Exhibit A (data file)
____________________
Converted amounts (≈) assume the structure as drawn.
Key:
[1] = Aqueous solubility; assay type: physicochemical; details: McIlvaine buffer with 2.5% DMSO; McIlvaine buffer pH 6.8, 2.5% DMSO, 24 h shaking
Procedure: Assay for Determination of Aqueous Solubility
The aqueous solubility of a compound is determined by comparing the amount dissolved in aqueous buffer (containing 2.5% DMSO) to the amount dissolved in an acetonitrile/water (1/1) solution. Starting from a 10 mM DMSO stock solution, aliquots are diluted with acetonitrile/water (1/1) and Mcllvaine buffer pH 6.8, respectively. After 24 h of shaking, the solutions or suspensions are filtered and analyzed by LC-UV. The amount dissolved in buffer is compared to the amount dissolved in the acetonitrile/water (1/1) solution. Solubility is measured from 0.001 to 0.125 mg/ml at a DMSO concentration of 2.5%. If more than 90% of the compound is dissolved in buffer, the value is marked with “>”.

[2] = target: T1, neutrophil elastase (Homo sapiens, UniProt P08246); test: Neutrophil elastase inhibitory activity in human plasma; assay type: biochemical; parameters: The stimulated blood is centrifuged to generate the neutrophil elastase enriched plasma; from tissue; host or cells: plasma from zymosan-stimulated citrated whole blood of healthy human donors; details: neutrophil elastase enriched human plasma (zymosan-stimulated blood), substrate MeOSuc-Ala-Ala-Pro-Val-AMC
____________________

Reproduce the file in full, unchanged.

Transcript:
Converted amounts (≈) assume the structure as drawn.
Key:
[1] = Aqueous solubility; assay type: physicochemical; details: McIlvaine buffer with 2.5% DMSO; McIlvaine buffer pH 6.8, 2.5% DMSO, 24 h shaking
Procedure: Assay for Determination of Aqueous Solubility
The aqueous solubility of a compound is determined by comparing the amount dissolved in aqueous buffer (containing 2.5% DMSO) to the amount dissolved in an acetonitrile/water (1/1) solution. Starting from a 10 mM DMSO stock solution, aliquots are diluted with acetonitrile/water (1/1) and Mcllvaine buffer pH 6.8, respectively. After 24 h of shaking, the solutions or suspensions are filtered and analyzed by LC-UV. The amount dissolved in buffer is compared to the amount dissolved in the acetonitrile/water (1/1) solution. Solubility is measured from 0.001 to 0.125 mg/ml at a DMSO concentration of 2.5%. If more than 90% of the compound is dissolved in buffer, the value is marked with “>”.

[2] = target: T1, neutrophil elastase (Homo sapiens, UniProt P08246); test: Neutrophil elastase inhibitory activity in human plasma; assay type: biochemical; parameters: The stimulated blood is centrifuged to generate the neutrophil elastase enriched plasma; from tissue; host or cells: plasma from zymosan-stimulated citrated whole blood of healthy human donors; details: neutrophil elastase enriched human plasma (zymosan-stimulated blood), substrate MeOSuc-Ala-Ala-Pro-Val-AMC